No timing is involved and, above all, no hand movements, particularly the puck hand, which is at the belt line. For all the times we ask for consistency in our roles as officials, this is the one time to be inconsistent when dropping the puck. You have five seconds from the time you blow your whistle to releasing the puck. Do not get into a rhythm of whistle-drop, whistle-drop. Vary your timing. Face the puck up and visible to the centres, while you remain upright with your feet shoulder width apart and your knees slightly bent for balance. Avoid bouncing around and keep your whistle hand tucked in tight to the thigh of your leg to avoid contact. Now drop the puck with a gentle rotation and hope it lands flat. Hold your position, as the players all know where you are, and then back out when it is safe to do so. Remember, you control the draw.
Dropping the puck, not as simple as it seems.
November 14, 2012
HEO Minor DISCIPLINE PROCESS
Every level of organized hockey in Canada has some type of a discipline process in place to respond when its members step well beyond acceptable conduct. HEO Minor is no different.
In order to get into the formal Discipline process, the conduct needs to be serious. The usual types of behaviour which get people into the process are penalties such as MP24s, MP25s (threatening or actual physical abuse of official) and GM79s (refusal to start play).
While it is typically coaches and players who are the subject of Discipline hearings, over the years game officials, off -ice team officials and parents have all been referred to appear before the Discipline Committee.
The Discipline process is administered out of the HEO Minor’s hockey office in Ottawa. Once a serious infraction or an indefinite suspension comes to its attention, a 4 person Discipline Committee is convened and a hearing date and location is organized.
The hearing itself is a fairly informal process. It is largely a question and answer session during which the “accused” and accuser both get to explain their positions. Both sides are entitled to bring with them whatever information or witnesses they feel allows them to best explain their version of events. All are subject to questioning by the committee.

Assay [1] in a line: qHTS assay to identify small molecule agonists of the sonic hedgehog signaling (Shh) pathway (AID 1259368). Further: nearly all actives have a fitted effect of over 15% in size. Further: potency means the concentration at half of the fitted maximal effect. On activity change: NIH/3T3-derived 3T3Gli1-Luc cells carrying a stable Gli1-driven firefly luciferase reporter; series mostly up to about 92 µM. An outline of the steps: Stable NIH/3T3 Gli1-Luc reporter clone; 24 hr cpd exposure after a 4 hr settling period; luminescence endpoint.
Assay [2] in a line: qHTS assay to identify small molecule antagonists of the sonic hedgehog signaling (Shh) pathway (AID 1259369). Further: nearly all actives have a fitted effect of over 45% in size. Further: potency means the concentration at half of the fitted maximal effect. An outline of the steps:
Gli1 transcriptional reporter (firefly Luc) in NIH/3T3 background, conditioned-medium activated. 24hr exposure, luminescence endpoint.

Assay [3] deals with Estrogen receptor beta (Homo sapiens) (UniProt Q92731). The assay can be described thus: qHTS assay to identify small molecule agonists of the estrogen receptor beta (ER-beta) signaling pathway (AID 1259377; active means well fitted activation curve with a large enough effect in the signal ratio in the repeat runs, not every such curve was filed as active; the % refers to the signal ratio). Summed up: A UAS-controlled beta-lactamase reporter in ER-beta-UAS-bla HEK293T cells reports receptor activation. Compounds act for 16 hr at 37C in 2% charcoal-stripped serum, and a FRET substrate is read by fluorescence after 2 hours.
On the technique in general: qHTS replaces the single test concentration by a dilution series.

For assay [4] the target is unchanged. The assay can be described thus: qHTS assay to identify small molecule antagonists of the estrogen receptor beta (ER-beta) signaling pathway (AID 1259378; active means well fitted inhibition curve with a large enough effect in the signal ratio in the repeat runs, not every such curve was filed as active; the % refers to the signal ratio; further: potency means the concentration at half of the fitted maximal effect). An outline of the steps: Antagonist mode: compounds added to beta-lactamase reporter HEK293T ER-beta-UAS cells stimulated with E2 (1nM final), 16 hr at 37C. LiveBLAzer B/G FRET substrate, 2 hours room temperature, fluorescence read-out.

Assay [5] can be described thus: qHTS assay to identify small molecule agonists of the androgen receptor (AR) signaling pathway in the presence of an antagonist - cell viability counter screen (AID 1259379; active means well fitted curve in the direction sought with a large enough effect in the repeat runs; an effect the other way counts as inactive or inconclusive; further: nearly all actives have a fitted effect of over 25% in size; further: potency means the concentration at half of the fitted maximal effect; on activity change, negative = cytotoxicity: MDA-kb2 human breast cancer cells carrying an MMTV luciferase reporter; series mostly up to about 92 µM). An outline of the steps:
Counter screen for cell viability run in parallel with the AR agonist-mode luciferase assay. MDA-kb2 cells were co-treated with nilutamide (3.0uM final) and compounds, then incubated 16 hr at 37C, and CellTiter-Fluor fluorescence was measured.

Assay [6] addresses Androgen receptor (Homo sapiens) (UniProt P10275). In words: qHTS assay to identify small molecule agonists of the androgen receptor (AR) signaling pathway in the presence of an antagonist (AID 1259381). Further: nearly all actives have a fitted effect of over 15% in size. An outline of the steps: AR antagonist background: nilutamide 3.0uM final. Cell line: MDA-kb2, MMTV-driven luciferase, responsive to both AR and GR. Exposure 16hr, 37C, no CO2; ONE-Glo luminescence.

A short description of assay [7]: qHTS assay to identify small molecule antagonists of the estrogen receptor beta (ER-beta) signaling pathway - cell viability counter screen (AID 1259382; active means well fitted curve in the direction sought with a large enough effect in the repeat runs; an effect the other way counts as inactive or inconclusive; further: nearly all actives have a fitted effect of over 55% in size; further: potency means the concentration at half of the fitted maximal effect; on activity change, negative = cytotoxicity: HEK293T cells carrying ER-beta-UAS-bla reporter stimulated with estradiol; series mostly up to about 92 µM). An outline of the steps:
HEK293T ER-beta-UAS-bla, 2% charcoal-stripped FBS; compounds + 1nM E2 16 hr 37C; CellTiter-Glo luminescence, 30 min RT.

The committee itself is authorized to seek out additional information as it feels is useful to allow it to come to a proper conclusion.
Once the committee is satisfied that it has heard from the relevant witnesses and obtained the relevant documentation, the committee discusses the issues and a decision is made. The decision may uphold the original call, it may replace it with a different penalty or it may set it aside.
If a penalty is upheld and the HEO Minor or HEO requires a minimum suspension for that penalty, the committee must decide whether or not the minimum suspension is appropriate. For first offences, the minimum suspension is usually sufficient. However, some first offences are so far beyond the level of acceptable conduct that something more than the minimum is required.
Whatever the decision may be, it is based on many years of precedent. Principles have been developed over the years, most of which arise from either “two wrongs don’t make a right” or the core requirements of self discipline and personal responsibility.
A written decision is provided to the accused. The decision should set out not only the background facts but also the principles underlying the decision.
If the accused feels that the result is unfair, he or she has appeal rights to the Appeals Committee within the HEO, then to Hockey Canada and finally with the Sport Dispute Resolution Centre of Canada.